In Australia, smoking in the general population has steadily decreased since the introduction of media campaigns, smoke-free legislation and pricing increases [1]. It is currently estimated at 15% [2]. Smoking prevalence in Aboriginal and Torres Strait Islander peoples, whilst also on a downward trend, is 2.6 times that of the general population at 41% [3] and the gap between Aboriginal and Torres Strait Islander daily smokers and the general population has only closed by 2% over the last 10 years [3]. However, daily smoking in Aboriginal and Torres Strait Islander peoples in the 25–34, and 45–54 age groups, and in remote areas, has not declined significantly in the last decade [3].

Factors that contribute to the continued use of tobacco by Aboriginal and Torres Strait Islander peoples include historical use, the effect of colonisation, community norms, and multiple structural and socio-economic inequalities [4]. There are barriers to adequate implementation of tobacco control campaigns in some Aboriginal and Torres Strait Islander communities, especially if remote [4]. Inadequate reach could contribute to lower campaign effectiveness [5]. Moreover there are inequities in health care access and cessation treatments for Aboriginal and Torres Strait Islander peoples [4].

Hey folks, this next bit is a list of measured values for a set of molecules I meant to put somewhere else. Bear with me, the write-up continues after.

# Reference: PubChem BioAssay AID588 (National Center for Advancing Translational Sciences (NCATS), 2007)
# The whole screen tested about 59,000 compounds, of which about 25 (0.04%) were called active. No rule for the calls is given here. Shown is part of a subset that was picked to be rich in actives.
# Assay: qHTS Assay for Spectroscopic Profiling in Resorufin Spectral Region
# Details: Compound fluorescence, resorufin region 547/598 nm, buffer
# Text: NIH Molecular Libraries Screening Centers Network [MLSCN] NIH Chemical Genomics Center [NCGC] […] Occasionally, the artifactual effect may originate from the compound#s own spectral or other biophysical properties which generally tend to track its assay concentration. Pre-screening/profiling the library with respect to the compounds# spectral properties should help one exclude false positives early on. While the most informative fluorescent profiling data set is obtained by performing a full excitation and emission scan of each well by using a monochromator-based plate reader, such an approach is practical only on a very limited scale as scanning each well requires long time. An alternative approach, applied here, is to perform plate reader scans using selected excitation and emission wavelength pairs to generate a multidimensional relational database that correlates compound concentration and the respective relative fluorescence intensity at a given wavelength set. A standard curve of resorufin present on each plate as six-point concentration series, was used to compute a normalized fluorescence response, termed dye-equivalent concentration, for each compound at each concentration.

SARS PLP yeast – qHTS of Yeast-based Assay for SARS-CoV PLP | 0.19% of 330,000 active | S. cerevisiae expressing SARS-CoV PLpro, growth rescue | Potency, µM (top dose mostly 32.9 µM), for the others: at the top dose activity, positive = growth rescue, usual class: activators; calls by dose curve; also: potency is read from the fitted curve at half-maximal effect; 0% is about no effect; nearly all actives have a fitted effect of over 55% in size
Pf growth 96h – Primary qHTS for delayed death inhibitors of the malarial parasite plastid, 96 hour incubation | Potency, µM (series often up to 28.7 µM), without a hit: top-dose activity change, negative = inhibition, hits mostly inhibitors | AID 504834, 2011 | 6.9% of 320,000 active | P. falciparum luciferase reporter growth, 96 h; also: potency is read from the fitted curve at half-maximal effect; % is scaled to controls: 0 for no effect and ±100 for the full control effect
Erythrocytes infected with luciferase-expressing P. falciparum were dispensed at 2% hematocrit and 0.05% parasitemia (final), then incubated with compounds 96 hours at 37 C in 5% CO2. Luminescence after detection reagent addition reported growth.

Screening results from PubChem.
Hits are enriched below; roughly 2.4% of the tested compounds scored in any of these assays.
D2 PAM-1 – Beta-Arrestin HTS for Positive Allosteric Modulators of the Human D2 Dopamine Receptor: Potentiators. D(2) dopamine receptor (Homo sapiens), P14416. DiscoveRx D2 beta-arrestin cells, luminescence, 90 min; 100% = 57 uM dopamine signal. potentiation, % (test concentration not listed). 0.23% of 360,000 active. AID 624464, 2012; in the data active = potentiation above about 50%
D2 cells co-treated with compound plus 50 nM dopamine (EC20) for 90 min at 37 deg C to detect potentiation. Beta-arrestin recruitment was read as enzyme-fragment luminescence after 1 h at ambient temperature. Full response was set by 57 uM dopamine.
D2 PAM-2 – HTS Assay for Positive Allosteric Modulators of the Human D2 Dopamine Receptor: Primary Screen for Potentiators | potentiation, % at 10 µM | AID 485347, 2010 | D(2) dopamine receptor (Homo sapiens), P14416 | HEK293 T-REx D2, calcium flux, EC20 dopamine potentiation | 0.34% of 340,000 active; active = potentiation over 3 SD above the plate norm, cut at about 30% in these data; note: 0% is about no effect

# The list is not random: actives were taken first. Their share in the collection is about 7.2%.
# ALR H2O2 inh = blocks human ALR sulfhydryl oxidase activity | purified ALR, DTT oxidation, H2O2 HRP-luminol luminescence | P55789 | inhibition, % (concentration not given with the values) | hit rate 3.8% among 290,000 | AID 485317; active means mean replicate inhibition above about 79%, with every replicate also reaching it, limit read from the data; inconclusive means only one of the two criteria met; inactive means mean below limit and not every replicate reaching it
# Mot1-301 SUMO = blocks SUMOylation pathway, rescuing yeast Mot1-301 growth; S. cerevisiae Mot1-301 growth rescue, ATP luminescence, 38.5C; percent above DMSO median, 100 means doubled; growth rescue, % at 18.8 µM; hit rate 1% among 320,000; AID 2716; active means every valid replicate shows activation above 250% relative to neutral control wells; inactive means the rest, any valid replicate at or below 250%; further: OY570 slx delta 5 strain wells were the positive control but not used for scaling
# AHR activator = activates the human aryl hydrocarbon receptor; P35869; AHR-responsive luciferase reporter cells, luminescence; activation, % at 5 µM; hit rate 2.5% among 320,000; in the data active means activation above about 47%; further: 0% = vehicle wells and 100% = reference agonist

Most mass-media campaign research has been in high income populations, with less emphasis on the special needs of disadvantaged groups such as Indigenous populations [6]. There is limited research into mass media anti-tobacco programs for Aboriginal and Torres Strait Islander peoples with reports of little consistency of approaches [79]. In 2011 the National Tobacco Campaign developed the targeted ‘Break the Chain’ TV campaign, to aid Aboriginal and Torres Strait Islander smokers to acknowledge the health impacts from smoking. The campaign aims to reduce by half the prevalence of smoking among Aboriginal and Torres Strait Islander peoples by 2018 [9]. The Council of Australian Governments ‘closing the gap’ strategy is currently devoting significant funding for local anti-tobacco programs for Aboriginal and Torres Strait Islander communities [10].

The Ottawa Charter for Health Promotion recommends that health messages are respectful of the cultural needs of diverse populations [11]. Targeting, a popular strategy for behaviour change, has been used with socially disadvantaged and ethnic minorities, and on the basis of culture. Kreuter and Skinner [12] defined targeting as “the development of a single intervention approach for a defined population subgroup that takes into account characteristics shared by the subgroup’s members.” Although Indigenous peoples have good recall of generic mass media messages these do not necessarily lead to behaviour changes [7]. A recent systematic review indicated that culturally-specific anti-tobacco mass media programs, when used for Indigenous peoples, have been as effective in promoting quitting as generic messages are on the general population, and moreover they are preferred by Indigenous peoples from westernised nations [7]. However, appropriately controlled comparative studies to measure the efficacy of mass media interventions are scarce [7]. There is also limited evidence for the efficacy of cessation interventions specifically targeted to Indigenous peoples [13].